Thanks for the input, I'll try it in a spot on the back side of the radiator, that will be hidden by the support frame
              andrews57chevy

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              • #8
                Re: why brown before white polishing aluminum? PRO'S PLEASE READ

                Originally posted by cjlee View Post
                well iam still learning everyday but what will work on some wont work on others..sometimes i use emery then white then sometimes i use stainless then white..you have to try a spot on each part your polishing..good luck.cj
                I likewise appreciate your input, I'll try these suggestions out and let you know how it comes out..

                andrews57chevy

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                • #9
                  Re: why brown before white polishing aluminum? PRO'S PLEASE READ

                  I'm with skidz on this one. I've had poor results with black on soft metals. The compound seems to scratch more than it polishes.

                  some stuff doesn't even like the brown it seems. I did this by going straight to white after wetsanding. They are cast aluminum wheels.

                  http://forum.caswellplating.com/phot...php?photo=2026

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                  • #10
                    Re: why brown before white polishing aluminum? PRO'S PLEASE READ

                    Hopefully I can straighten this out.

                    The compounds are based on the grit size. With Emory having the coarsest grit and white having the finest grit. The next coarsest would be Stainless Steel, then Tripoli.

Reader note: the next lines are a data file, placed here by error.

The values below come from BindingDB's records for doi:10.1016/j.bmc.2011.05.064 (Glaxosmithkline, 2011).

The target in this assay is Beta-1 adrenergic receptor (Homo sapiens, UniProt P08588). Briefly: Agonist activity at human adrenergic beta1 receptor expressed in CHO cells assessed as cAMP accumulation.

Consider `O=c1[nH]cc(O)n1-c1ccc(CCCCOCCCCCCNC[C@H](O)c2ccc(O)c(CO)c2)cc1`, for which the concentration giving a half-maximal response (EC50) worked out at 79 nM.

What to use on what? Good question! You can use any compound to polish any metal within reason. The softer the metal the finer grit compound that you would use. This would also apply to the buffing wheels that you use the harder the metal the coarser the wheel. In this order; Sisal, Airway, Sewn, Loose and maybe Canton for brass and silver. You also must consider whether the buff is treated or not, which will make it cut better, and should last longer.
                    Aluminum comes in many hardnesses so you have to experiment and see what will work the best for your particular project.
                    Emory compound is about 400 grit so I wouldn't sand with anything finer than that before I start to polish.
                    Greaseless: Start with the finest that you can get, 320, if thats not doing the job within a reasonable amount of time and effort use the next coarsest ETC.
                    Wet sand or dry sand: Yes, both depending on what you are doing and how easy it is to get into the area that you are trying to sand. If I'm using a flap wheel, obviously I don't wet it, try grinders grease. I wet sand as much as possible using a little Dawn dish washing liquid in water to lubricate the metal. I clean my metal with Acetone/brake cleaner when I change buffing compounds or greaseless compounds. I also wash with Dawn and hot water when needed. The Dawn cuts the greasy compound real easy.
                    Change buffing wheel when you change compounds, rake often and don't load to much polish on your wheels.
                    Anyone that polishes has their own way to do things, this is the way I do mine. Hope it helps.

                    Questions?

                    John